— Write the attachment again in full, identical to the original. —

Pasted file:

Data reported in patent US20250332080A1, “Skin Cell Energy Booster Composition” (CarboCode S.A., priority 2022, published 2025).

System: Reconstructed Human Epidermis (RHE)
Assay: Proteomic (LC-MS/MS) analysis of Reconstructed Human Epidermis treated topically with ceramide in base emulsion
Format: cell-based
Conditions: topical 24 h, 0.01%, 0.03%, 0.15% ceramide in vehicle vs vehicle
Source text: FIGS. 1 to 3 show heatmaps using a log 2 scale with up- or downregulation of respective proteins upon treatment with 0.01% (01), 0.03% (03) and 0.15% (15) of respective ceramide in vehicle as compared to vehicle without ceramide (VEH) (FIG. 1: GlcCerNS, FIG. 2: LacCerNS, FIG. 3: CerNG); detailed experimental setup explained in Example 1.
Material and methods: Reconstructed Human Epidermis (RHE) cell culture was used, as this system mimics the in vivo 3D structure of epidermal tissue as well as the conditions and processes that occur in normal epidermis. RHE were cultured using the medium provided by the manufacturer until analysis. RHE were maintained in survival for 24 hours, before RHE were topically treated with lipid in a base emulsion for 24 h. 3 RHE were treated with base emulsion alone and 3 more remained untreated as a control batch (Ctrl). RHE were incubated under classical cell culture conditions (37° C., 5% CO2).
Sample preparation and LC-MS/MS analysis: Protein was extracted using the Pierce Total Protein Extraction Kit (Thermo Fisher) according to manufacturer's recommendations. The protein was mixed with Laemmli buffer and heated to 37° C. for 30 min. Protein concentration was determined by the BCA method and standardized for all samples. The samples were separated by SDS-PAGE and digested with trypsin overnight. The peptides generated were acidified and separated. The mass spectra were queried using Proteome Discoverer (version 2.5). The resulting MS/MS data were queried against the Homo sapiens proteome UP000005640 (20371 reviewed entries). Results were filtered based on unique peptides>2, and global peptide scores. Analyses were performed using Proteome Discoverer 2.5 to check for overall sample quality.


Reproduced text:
Data reported in patent US20250332080A1, “Skin Cell Energy Booster Composition” (CarboCode S.A., priority 2022, published 2025).

System: Reconstructed Human Epidermis (RHE)
Assay: Proteomic (LC-MS/MS) analysis of Reconstructed Human Epidermis treated topically with ceramide in base emulsion
Format: cell-based
Conditions: topical 24 h, 0.01%, 0.03%, 0.15% ceramide in vehicle vs vehicle
Source text: FIGS. 1 to 3 show heatmaps using a log 2 scale with up- or downregulation of respective proteins upon treatment with 0.01% (01), 0.03% (03) and 0.15% (15) of respective ceramide in vehicle as compared to vehicle without ceramide (VEH) (FIG. 1: GlcCerNS, FIG. 2: LacCerNS, FIG. 3: CerNG); detailed experimental setup explained in Example 1.
Material and methods: Reconstructed Human Epidermis (RHE) cell culture was used, as this system mimics the in vivo 3D structure of epidermal tissue as well as the conditions and processes that occur in normal epidermis. RHE were cultured using the medium provided by the manufacturer until analysis. RHE were maintained in survival for 24 hours, before RHE were topically treated with lipid in a base emulsion for 24 h. 3 RHE were treated with base emulsion alone and 3 more remained untreated as a control batch (Ctrl). RHE were incubated under classical cell culture conditions (37° C., 5% CO2).
Sample preparation and LC-MS/MS analysis: Protein was extracted using the Pierce Total Protein Extraction Kit (Thermo Fisher) according to manufacturer's recommendations. The protein was mixed with Laemmli buffer and heated to 37° C. for 30 min. Protein concentration was determined by the BCA method and standardized for all samples. The samples were separated by SDS-PAGE and digested with trypsin overnight. The peptides generated were acidified and separated. The mass spectra were queried using Proteome Discoverer (version 2.5). The resulting MS/MS data were queried against the Homo sapiens proteome UP000005640 (20371 reviewed entries). Results were filtered based on unique peptides>2, and global peptide scores. Analyses were performed using Proteome Discoverer 2.5 to check for overall sample quality.